The benefit of this design is that at least the “family” of the status code is encapsulated. This means user code can determine whether a response was successful or failed without knowing details. Also, unknown status codes can be represented with a new class implementing the StatusType interface.

The downside is, that it inherits a lot of problems from both previous designs, with some additional ones. One would be perhaps tempted to write a condition like this:

if (response.getStatusInfo() == Response.Status.UNAUTHORIZED) {
  // Do authorization
}

However, this would be wrong, because remember, the getStatusInfo() method returns an interface which might not be a value from the enumeration with the known values, even if the status code is actually a known value. The proper way to do this check is this:

if (response.getStatus() == Response.Status.UNAUTHORIZED.getStatusCode()) {
  // Do authorization
}

This means encapsulation needs to be broken and status codes are still essentially handled as numbers. All the problems of the constant numbers approach is therefore inherited here.

Also notice, that none of the benefits of an enumeration approach is realized. Neither switch statements, nor simple conditions are possible with the enumeration defined.

Quasi-Enumerations

One way to solve the unknown code problem, but still get all the benefits of enumerations is to code a Quasi-Enumeration. This is the way Netty’s io.netty.handler.codec.http.HttpResponseStatus and Gerec’s com.vanillasource.gerec.HttpStatusCode was coded.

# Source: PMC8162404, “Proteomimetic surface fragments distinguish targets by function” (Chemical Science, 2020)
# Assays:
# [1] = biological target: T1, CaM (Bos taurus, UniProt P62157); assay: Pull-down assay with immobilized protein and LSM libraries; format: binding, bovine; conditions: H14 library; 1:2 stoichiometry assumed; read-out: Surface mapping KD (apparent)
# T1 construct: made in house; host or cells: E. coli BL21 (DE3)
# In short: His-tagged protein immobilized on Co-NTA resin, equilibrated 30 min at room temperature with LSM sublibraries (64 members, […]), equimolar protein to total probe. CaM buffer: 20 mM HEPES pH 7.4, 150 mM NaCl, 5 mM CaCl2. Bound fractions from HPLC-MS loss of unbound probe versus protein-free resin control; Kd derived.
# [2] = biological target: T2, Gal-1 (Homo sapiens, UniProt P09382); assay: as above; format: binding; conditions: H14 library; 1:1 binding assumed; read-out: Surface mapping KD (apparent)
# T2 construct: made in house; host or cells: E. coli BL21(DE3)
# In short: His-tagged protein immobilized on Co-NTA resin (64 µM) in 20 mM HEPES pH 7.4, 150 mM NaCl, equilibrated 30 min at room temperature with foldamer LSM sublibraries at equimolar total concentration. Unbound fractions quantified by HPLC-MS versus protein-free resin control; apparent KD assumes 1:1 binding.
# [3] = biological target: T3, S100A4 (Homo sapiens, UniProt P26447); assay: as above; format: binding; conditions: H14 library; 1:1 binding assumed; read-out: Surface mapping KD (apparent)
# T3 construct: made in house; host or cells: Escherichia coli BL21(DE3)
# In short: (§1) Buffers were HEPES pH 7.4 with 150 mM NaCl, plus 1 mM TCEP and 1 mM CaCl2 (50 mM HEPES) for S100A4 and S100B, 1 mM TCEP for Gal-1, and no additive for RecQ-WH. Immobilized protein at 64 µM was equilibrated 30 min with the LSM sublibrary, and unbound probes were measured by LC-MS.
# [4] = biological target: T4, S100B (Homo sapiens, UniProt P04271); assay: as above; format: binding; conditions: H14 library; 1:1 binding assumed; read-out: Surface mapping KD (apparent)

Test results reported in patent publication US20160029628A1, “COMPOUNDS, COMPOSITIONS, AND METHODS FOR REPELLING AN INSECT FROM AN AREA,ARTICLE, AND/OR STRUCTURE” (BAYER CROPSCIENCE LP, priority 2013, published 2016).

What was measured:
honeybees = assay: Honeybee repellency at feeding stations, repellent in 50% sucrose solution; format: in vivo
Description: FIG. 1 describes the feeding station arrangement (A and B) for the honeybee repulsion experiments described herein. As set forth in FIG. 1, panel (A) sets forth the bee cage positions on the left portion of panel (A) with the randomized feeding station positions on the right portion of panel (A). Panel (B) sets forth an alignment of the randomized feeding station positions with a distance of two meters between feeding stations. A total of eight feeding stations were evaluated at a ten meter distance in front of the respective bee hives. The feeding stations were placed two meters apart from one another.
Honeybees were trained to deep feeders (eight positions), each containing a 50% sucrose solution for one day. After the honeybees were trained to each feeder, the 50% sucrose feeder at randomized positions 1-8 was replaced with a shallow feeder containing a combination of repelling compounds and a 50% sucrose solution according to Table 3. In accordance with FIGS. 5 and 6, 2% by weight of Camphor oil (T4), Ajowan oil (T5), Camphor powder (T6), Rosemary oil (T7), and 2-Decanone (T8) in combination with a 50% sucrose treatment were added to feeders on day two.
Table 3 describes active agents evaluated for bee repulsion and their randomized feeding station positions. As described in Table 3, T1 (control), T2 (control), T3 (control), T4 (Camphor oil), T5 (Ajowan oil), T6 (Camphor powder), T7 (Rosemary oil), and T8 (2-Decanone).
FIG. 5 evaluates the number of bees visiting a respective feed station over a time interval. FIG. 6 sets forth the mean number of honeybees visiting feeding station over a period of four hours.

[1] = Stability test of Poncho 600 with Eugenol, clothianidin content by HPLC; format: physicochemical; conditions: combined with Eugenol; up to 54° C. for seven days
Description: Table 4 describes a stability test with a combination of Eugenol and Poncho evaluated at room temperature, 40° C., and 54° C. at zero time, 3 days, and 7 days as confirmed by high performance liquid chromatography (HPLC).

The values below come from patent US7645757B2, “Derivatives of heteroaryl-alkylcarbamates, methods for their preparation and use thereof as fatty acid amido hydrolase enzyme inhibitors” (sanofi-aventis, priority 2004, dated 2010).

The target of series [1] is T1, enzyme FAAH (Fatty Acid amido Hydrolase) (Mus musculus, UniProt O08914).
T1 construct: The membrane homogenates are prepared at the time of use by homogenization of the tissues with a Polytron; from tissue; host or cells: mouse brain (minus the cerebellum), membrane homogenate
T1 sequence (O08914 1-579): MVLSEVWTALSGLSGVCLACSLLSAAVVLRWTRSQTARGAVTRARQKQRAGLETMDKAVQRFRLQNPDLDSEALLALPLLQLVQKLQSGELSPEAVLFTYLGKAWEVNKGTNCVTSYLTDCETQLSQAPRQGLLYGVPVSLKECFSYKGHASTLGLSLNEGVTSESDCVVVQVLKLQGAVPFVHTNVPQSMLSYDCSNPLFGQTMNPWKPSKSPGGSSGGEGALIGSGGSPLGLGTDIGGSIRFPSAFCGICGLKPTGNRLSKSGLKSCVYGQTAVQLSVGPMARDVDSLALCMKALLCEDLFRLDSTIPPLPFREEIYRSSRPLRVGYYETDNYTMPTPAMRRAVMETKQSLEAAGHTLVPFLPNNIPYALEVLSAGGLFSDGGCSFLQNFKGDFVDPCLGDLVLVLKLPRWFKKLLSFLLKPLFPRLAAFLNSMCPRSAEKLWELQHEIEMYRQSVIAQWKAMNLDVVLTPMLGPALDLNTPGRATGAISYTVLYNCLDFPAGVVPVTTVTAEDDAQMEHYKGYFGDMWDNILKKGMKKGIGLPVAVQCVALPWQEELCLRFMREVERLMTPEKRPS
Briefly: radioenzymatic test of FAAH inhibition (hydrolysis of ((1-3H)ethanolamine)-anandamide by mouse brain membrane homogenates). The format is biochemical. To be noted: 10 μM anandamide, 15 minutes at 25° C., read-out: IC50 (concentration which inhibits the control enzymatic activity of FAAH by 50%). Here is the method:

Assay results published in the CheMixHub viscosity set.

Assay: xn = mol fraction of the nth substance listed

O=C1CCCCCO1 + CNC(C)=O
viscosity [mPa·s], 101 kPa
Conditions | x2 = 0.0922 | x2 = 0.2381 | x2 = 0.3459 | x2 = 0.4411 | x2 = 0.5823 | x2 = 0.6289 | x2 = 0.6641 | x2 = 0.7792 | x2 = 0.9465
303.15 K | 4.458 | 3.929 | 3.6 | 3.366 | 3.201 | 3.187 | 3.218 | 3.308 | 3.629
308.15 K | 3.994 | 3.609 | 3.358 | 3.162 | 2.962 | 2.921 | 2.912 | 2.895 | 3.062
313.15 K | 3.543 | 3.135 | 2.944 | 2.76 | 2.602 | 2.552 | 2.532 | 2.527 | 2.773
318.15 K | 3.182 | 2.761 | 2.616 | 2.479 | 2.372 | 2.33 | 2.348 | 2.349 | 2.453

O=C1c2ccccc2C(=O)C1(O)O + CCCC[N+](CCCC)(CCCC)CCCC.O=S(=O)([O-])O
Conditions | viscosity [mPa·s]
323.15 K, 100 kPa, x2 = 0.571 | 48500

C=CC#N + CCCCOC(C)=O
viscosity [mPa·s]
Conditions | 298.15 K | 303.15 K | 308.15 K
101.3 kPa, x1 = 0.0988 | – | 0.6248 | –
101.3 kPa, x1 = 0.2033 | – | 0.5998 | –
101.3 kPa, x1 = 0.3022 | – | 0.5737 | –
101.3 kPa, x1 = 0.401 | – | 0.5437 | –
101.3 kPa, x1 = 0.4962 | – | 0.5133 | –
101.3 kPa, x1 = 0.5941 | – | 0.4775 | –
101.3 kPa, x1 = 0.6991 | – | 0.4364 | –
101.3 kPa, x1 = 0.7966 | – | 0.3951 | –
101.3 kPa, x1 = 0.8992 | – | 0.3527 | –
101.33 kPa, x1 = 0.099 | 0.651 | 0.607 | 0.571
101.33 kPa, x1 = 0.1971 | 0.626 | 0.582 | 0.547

The first trick is, that these classes are essentially an enumeration, in that they define constant (object, not number!) values, but do not use the actual Java enumeration syntax:

public class HttpStatusCode {
  public static final HttpStatusCode OK = ...;
  public static final HttpStatusCode NOT_FOUND = ...;
  ...

  private HttpStatusCode(int code) {
    ...
  }

  public static HttpStatusCode valueOf(int code) {
    ...
  }
}

The second trick is to implement the valueOf() method in a way that will return these constant values for codes that are known, and return a completely unknown (new) instance when an unknown code is encountered. This is how this looks in Gerec:

public static HttpStatusCode valueOf(int code) {
  HttpStatusCode value = KNOWN_CODES.get(code);
  if (value == null) {
    value = new HttpStatusCode(code);
  }
  return value;
}

This approach enables then to use switch statements, or simple conditions like this:

if (response.getStatusCode() == HttpStatusCode.UNAUTHORIZED) {
  // Do authorization
}

And at the same time enables the status code to be an unknown code without throwing an exception or requiring additional classes to be written. After the code is parsed with the valueOf() method, it becomes properly encapsulated, and does not need to appear in number form anywhere in the code.

Summary

Sometimes it is not possible or desirable to enumerate all the values some external system might generate, while the code that uses these values might only need to handle a handful of named values. In these cases, enumerations just don’t work, and constant numbers are not precise enough.

Quasi-Enumerations can express these properties all at the same time. These are basically hand-written enumerations, very similar to proper Java enums, in that they have constant object values defined and can not be directly instantiated, but they don’t use the Java enum syntax. Instead they have a valueOf() method that returns the constant values if they are defined, or new instances for unknown values.

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Topics:
java ,enumeration ,constants ,jax-rs

Published at DZone with permission of Robert Brautigam. See the original article here.

Opinions expressed by DZone contributors are their own.